Governor Kathy Hochul of New York has signed into law a measure that restricts bitcoin mining inside the state.
The Act prohibits the issuance of new licences or the renewal of existing licences for proof-of-work (PoW) crypto mining enterprises fuelled by fossil fuels for a period of two years. PoW is a very energy-intensive technique for confirming transactions on the blockchain used by prominent cryptocurrencies, such as bitcoin.
New York Governor Kathy Hochul signed legislation banning the majority of cryptocurrency mining on Tuesday, becoming the first U.S. state to limit the country’s worldwide supremacy in bitcoin mining.
Hochul said in a statement that she wished for New York to remain the “hub of financial innovation” while also emphasizing the need to address mounting concerns over the environmental effect of energy-intensive blockchain activities.
The legislation imposes merely a temporary, two-year prohibition. If a company does not employ renewable energy sources, it will not be permitted to continue operations in the Empire States.
The measure was approved by the New York State Senate in June of this year, but Governor Hochul had delayed signing it into law owing to intense lobbying by the business.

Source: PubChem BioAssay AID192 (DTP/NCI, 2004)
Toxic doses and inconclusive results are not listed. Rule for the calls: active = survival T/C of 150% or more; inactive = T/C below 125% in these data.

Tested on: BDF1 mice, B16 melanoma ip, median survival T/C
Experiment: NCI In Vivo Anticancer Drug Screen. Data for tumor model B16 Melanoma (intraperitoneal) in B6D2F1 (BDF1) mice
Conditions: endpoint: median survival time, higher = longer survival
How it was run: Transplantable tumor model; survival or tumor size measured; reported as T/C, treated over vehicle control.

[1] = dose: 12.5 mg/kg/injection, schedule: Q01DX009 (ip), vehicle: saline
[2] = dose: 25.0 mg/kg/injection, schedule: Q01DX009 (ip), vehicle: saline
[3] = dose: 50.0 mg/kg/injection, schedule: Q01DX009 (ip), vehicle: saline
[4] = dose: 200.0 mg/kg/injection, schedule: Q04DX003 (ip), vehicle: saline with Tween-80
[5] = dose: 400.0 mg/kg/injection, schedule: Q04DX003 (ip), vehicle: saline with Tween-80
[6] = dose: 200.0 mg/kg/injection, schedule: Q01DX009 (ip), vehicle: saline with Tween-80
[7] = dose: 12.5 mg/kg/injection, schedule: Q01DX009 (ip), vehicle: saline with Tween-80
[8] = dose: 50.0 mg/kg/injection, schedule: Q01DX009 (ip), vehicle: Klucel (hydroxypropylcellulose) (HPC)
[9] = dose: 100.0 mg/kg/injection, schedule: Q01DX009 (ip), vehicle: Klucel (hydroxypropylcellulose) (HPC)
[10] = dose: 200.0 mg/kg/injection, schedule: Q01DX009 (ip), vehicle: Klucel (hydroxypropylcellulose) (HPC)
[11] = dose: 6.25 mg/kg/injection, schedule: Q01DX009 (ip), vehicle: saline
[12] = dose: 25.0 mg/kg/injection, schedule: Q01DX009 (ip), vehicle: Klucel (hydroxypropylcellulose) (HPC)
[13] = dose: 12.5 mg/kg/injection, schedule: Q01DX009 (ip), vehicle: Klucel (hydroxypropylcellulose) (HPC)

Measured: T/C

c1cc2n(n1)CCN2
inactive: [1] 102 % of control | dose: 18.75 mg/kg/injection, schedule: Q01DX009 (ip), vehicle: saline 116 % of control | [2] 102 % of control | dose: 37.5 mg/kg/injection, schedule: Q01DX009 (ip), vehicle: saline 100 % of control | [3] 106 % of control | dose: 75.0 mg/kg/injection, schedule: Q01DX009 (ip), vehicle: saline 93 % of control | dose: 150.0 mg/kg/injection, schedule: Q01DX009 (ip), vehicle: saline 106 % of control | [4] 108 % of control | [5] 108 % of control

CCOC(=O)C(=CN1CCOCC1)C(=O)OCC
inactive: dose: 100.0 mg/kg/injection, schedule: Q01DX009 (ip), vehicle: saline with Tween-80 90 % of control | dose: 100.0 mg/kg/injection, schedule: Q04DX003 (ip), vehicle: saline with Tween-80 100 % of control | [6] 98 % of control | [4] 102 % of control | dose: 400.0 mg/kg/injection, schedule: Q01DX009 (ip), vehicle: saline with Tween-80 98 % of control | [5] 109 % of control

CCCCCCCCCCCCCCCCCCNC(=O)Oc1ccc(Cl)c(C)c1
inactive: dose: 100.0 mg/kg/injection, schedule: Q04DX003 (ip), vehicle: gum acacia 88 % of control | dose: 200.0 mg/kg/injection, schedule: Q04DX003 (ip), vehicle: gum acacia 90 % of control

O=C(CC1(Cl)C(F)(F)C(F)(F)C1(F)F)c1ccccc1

Due to its inexpensive hydroelectric electricity and dormant coal power plants, which may be repurposed for use in massive mining farms, Upstate New York has been a favoured location for American miners.
As of late last year, New York-based mining operations accounted for around one-fifth of the U.S. bitcoin mining hash rate, according to available data. In response to the prohibition, New York’s mining hash rate has now decreased dramatically.
In addition to suspending the renewal of current operating licenses, the new rule will prohibit mining facilities with pending applications from commencing operations.
However, the imposed ban is not as severe as the previously proposed laws, which called for a three-year ban on all cryptocurrency mining in New York. Nonetheless, the stringent legislation may establish a hazardous precedent for other U.S. jurisdictions.
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